Tambling Wildlife Nature Conservation, Sumatra

Tiger Conservation in Tambling

Tambling Wildlife Nature Conservation (TWNC), is a 450km2 privately managed concession situated within a stunning peninsula forming the southern tip of the Bukit Barisan Selatan National Park (BBSNP) in Sumatra, Indonesia. There, Panthera is working in partnership with TWNC and its founder, Mr. Tomy Winata, to implement one of the newest and what has recently been revealed to be one of the most promising projects within Panthera’s Tigers Forever program. The TWNC landscape in southwestern Sumatra encompasses a private concession that has been identified as critical to the protection of core tiger populations, and their connectivity to each other, throughout the larger BBSNP landscape – an area extending 3,568 km2 which represents one of the largest contiguous protected areas in Sumatra.

Mr. Tomy Winata and TWNC have been active in conserving wildlife and the wild habitats of southern Sumatra since 1996. While the tigers of Tambling were previously subjected to high levels of poaching and habitat loss, the conservation efforts of Mr. Tomy Winata and TWNC are allowing this local tiger population to rebound. Mr. Tomy Winata’s use of well-trained law enforcement patrols which carry out strict protection efforts, aloing with their focus on the maintenance of lowland tiger habitat and prey populations, has allowed Tambling to emerge as a key site for tigers in Sumatra and across their range.

Panthera’s tiger conservation efforts in Tambling began in 2012 with the filming of the BBC Natural World documentary, Tiger Island, which followed Panthera’s CEO, Dr. Alan Rabinowitz, as he assessed the status of tiger conservation initiatives in TWNC. Following the filming of Tiger Island, Mr. Tomy Winata, in collaboration with Panthera, launched an extensive camera trap study in TWNC in 2012 to scientifically capture baseline data on the density of tigers in the area in order to monitor the population and ensure that conservation efforts in the area are having the needed impact and increasing tiger numbers. This is a core underpinning of Panthera’s Tigers Forever program and our ultimate metric of success.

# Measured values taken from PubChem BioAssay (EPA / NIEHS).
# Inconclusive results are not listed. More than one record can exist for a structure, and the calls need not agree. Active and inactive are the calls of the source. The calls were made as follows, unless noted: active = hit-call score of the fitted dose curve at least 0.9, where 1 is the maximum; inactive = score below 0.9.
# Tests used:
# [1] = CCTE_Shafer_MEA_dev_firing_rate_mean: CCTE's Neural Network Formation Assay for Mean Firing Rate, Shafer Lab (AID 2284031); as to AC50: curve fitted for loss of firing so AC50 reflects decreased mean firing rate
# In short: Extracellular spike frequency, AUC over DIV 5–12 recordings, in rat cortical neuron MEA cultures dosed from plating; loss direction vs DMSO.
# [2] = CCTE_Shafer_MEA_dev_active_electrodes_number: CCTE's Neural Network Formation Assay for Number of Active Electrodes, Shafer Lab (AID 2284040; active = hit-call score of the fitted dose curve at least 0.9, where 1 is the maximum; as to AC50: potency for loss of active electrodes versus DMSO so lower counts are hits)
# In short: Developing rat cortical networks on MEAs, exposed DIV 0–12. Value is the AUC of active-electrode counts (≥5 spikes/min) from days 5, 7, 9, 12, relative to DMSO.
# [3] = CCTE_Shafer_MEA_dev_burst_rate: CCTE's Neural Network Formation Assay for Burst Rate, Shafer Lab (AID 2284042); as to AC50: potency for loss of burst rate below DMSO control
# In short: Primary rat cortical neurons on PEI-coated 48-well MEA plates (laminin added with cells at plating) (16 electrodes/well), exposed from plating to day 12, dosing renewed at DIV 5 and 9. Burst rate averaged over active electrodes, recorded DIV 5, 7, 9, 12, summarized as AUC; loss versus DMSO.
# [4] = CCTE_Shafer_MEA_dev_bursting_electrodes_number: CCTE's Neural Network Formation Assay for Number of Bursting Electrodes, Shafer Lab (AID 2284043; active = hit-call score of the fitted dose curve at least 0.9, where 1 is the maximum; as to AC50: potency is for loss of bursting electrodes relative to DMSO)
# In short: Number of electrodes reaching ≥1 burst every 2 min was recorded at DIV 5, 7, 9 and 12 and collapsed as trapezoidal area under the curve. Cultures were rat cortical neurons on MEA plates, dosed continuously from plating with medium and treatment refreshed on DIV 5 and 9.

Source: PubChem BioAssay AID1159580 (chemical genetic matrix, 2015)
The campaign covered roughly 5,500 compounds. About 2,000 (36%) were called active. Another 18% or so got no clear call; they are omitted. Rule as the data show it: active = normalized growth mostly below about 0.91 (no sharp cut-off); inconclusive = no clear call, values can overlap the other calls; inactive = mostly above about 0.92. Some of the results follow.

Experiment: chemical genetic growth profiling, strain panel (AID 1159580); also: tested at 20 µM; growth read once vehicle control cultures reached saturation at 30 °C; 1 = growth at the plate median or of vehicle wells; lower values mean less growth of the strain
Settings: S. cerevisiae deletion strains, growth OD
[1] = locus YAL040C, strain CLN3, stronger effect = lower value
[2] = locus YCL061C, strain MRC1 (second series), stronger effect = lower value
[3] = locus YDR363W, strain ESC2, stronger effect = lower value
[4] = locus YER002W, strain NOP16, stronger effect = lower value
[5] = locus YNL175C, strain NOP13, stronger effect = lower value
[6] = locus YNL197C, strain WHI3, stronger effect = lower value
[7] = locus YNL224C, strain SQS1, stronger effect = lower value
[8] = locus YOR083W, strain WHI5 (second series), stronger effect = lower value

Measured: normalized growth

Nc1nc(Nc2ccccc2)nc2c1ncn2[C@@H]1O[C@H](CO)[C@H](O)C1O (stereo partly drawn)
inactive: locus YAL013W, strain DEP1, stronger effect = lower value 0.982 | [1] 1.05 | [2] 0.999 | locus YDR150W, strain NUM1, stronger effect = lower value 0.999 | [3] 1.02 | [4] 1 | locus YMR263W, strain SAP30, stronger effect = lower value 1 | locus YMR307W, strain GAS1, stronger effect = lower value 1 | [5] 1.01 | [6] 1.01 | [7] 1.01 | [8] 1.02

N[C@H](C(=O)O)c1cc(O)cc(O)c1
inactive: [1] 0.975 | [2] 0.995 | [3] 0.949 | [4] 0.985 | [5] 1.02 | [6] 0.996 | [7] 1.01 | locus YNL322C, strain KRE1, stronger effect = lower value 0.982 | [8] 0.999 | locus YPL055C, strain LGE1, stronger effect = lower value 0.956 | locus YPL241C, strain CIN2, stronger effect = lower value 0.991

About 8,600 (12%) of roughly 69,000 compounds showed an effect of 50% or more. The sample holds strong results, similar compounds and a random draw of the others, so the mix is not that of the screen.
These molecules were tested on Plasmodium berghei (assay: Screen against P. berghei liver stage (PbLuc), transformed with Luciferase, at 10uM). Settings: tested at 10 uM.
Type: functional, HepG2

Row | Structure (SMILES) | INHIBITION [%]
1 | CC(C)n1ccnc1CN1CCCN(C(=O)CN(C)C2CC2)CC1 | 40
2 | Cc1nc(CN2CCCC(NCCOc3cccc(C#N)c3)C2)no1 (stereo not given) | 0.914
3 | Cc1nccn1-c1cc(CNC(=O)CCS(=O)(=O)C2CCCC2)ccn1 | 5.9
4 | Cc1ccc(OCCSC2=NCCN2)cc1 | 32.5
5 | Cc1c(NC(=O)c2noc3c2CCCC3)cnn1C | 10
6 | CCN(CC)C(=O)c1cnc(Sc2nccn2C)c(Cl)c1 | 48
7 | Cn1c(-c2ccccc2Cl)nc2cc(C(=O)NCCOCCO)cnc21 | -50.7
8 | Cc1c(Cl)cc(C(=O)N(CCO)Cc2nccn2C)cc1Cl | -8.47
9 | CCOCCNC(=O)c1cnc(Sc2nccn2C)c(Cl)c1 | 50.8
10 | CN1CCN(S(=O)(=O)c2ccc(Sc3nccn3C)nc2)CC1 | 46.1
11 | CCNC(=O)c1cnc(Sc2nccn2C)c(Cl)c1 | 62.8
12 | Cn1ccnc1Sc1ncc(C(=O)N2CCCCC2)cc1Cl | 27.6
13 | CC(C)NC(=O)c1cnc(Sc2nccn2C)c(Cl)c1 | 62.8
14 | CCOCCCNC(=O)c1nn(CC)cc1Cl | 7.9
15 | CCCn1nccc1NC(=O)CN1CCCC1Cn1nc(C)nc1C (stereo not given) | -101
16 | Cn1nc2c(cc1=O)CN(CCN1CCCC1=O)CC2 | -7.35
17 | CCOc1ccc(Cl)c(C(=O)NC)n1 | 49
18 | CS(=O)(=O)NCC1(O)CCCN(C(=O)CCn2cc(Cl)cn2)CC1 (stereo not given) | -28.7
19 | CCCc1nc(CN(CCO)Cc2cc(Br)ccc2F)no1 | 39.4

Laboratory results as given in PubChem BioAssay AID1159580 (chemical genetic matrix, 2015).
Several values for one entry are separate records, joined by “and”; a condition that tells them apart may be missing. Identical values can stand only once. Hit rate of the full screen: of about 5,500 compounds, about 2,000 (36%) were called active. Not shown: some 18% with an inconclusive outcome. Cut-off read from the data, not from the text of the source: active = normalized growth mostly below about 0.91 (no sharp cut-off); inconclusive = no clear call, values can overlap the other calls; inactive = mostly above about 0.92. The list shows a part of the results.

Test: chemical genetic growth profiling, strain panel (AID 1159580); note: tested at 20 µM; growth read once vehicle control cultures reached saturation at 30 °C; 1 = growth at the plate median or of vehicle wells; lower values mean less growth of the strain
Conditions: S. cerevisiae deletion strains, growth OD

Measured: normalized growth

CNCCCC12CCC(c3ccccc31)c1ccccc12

A wild tiger cub walks past a camera trap - Tambling Wildlife Nature Conservation, Sumatra 2013

Revealed in Panthera’s press release issued on the third annual International Tiger Day, the study’s preliminary camera trap data has already indicated an unexpected density of six tigers per 100km2 in the southern region of TWNC. This estimate is nearly double the highest recorded for the island to date. These findings, including camera trap images of tiger cubs, have identified Tambling, which is part of the globally significant BBSNP, as a beacon of hope for the last remaining 400-500 wild Sumatran tigers.

Today, Panthera’s wild cat scientist and post-doctoral fellow, Dr. Robert Pickles, is working with TWNC to extend this population density analysis to the northern region of TWNC and implement extensive habitat analyses to determine the vitality of Tambling’s ecosystem. Expanding the reach and efficacy of the Tambling tiger conservation project, the field teams will soon implement a new monitoring software known as SMART to track evidence of illegal activities and better evaluate and target law enforcement efforts. Additional activities include assisting local authorities with park boundary delineations and determining additional threats and their solutions, besides poaching, to tigers, their prey, and their habitat.

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Watch the Tiger Island trailer

Watch the Tigers of Tambling Video

Panthera's Tiger Conservation Programs

Save the Tiger Fund

The STF-Panthera Partnership

Tigers Forever

Ensuring Tigers Live in the Wild Forever